Quilting basics: choosing and treating fabric

Source: Generations Quilt Patterns; Fine Craft Guild

Selecting material

  • 100% quilting cotton gives you a lot of colour/pattern options and standardized weight
    • Avoid mixing fibre types to ensure what you make washes and wears consistently
  • Keep fabric weight in a single project consistent to avoid problems with uneven sewing and uneven wear
  • Pre-washing is usually not necessary if you specifically buy quilting cotton, but for other fabrics, test first

Choosing colours

  • Colour theory terms
    • Hue: basic colour in colour wheel
    • Value: the darkness or lightness of a hue
      • Tint: a paler version of the hue (add white); aka pastel
      • Shade: a darker version (add black)
    • Saturation: the intensity of a colour; lower saturation by adding grey
    • Complementary: colours opposite each other on the colour wheel (1/2 interval); high contrast
    • Triadic: colours spaced at 1/3 intervals around the colour wheel; balanced impression
    • Analogous: colours adjacent to each other on colour wheel; least contrast
    • Monochromatic: same hue, different values
    • Temperature: “cool” (green/blue/violet) vs “warm” (red/orange/yellow) colours
  • Colour palette inspiration resources
  • Choose a focus fabric to dominate the quilt, and build co-ordinating fabrics around it
  • Pay attention to the scale of the pattern on a print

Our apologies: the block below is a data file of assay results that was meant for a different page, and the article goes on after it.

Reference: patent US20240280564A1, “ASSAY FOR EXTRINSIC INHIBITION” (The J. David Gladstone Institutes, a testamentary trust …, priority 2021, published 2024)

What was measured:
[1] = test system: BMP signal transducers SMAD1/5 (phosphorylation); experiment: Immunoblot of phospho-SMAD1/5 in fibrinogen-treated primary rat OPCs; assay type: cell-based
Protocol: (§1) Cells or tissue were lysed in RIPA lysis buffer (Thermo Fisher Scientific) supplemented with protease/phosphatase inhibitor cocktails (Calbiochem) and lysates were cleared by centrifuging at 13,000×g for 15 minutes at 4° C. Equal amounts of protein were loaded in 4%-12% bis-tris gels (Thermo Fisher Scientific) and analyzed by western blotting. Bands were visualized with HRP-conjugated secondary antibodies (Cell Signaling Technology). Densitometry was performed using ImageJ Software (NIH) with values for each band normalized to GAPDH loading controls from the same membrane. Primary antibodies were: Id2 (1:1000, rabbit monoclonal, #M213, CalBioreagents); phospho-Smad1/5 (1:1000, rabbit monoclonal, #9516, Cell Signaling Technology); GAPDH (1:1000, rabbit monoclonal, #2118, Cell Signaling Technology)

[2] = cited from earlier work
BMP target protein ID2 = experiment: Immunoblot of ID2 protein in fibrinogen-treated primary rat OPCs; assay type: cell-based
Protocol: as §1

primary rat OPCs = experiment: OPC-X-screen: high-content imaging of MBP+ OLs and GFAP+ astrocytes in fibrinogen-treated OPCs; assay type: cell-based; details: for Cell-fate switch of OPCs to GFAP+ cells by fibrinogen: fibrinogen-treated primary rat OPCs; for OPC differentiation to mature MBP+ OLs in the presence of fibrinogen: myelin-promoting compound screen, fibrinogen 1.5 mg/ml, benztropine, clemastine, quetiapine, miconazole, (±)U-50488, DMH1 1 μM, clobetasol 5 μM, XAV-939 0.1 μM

• Solid colours can look flat and uninteresting, but are good contrast against prints
    • Small prints often look like textured solids
    • Medium/large prints provide visual interest

Shortcuts

  • Manufacturers often sell co-ordinated packs of assorted fabrics:
    • Jelly Roll: 2.5″ strips
    • Charm Pack: 5″ squares
    • Layer Cake: 10″ squares
    • Fat Quarter: 18″ x 22″ squares
  • Fabrics from the same collection from a manufacturer will usually go with each other

Prewashing

  • Not usually needed with quilting cottons
  • Do if you think your fabric is going to shrink or bleed

Pre-treating fabric for cutting

  • Lightly starch and press fabric to minimize distortion when cutting and sewing

Testing fabric for bleed

  • Make a lukewarm solution of laundry soap and water and stir a test square of fabric into it
  • Let sit 30 minutes and check for colour in the water
  • Pour out water, replace with fresh, and let soak again; check for colour
    • If no colour has leached by this point, fabric is safe to use
  • If colour has leached into water, put test square on white cotton and allow to dry
    • If no colour has leached at this point, fabric is probably safe
  • If colour has bled onto other fabric (“crocked”) and you really like the test fabric, try again with a new test swatch and different laundry soap until you find a combination that doesn’t bleed
  • If colour continues to bleed, remove from quilt stash and use elsewhere, or try to launder into submission

Treating bleeders

  • Before it’s in a quilt: try Retayne (colour fixative for commercially dyed cotton) as a pre-treatment for possible bleeders
  • After it’s in a quilt:
    • Avoid heating quilt (heat sets stains)
    • Tumble dry on low/no heat to speed drying and shorten bleeding window
    • Use “Color Catcher” dye traps when washing

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